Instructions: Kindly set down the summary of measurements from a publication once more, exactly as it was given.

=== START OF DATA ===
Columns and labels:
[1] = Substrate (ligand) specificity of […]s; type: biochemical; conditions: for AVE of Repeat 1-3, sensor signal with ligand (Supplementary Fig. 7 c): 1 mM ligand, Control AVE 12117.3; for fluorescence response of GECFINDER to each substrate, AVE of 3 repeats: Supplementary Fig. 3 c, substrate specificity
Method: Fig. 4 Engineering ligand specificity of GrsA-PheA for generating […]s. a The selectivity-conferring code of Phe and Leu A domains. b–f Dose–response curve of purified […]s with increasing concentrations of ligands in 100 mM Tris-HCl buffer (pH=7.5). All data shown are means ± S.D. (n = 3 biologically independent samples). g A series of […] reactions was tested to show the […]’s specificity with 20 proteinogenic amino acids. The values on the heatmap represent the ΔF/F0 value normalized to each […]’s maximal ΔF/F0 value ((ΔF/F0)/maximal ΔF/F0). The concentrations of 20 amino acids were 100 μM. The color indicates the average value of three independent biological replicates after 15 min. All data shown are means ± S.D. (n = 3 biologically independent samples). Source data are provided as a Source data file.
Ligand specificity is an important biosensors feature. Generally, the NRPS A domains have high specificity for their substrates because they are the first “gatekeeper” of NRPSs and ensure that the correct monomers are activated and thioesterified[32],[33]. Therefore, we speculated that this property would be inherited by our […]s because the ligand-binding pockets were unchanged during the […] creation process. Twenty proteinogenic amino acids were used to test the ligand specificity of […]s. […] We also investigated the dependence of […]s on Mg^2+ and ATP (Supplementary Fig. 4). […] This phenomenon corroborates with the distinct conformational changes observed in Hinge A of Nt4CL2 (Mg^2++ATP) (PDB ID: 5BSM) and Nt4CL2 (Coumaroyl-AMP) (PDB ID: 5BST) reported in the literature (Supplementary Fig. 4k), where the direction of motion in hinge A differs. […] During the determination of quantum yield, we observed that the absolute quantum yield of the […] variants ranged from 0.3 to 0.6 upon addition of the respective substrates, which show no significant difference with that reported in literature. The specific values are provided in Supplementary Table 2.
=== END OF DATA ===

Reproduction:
Columns and labels:
[1] = Substrate (ligand) specificity of […]s; type: biochemical; conditions: for AVE of Repeat 1-3, sensor signal with ligand (Supplementary Fig. 7 c): 1 mM ligand, Control AVE 12117.3; for fluorescence response of GECFINDER to each substrate, AVE of 3 repeats: Supplementary Fig. 3 c, substrate specificity
Method: Fig. 4 Engineering ligand specificity of GrsA-PheA for generating […]s. a The selectivity-conferring code of Phe and Leu A domains. b–f Dose–response curve of purified […]s with increasing concentrations of ligands in 100 mM Tris-HCl buffer (pH=7.5). All data shown are means ± S.D. (n = 3 biologically independent samples). g A series of […] reactions was tested to show the […]’s specificity with 20 proteinogenic amino acids. The values on the heatmap represent the ΔF/F0 value normalized to each […]’s maximal ΔF/F0 value ((ΔF/F0)/maximal ΔF/F0). The concentrations of 20 amino acids were 100 μM. The color indicates the average value of three independent biological replicates after 15 min. All data shown are means ± S.D. (n = 3 biologically independent samples). Source data are provided as a Source data file.
Ligand specificity is an important biosensors feature. Generally, the NRPS A domains have high specificity for their substrates because they are the first “gatekeeper” of NRPSs and ensure that the correct monomers are activated and thioesterified[32],[33]. Therefore, we speculated that this property would be inherited by our […]s because the ligand-binding pockets were unchanged during the […] creation process. Twenty proteinogenic amino acids were used to test the ligand specificity of […]s. […] We also investigated the dependence of […]s on Mg^2+ and ATP (Supplementary Fig. 4). […] This phenomenon corroborates with the distinct conformational changes observed in Hinge A of Nt4CL2 (Mg^2++ATP) (PDB ID: 5BSM) and Nt4CL2 (Coumaroyl-AMP) (PDB ID: 5BST) reported in the literature (Supplementary Fig. 4k), where the direction of motion in hinge A differs. […] During the determination of quantum yield, we observed that the absolute quantum yield of the […] variants ranged from 0.3 to 0.6 upon addition of the respective substrates, which show no significant difference with that reported in literature. The specific values are provided in Supplementary Table 2.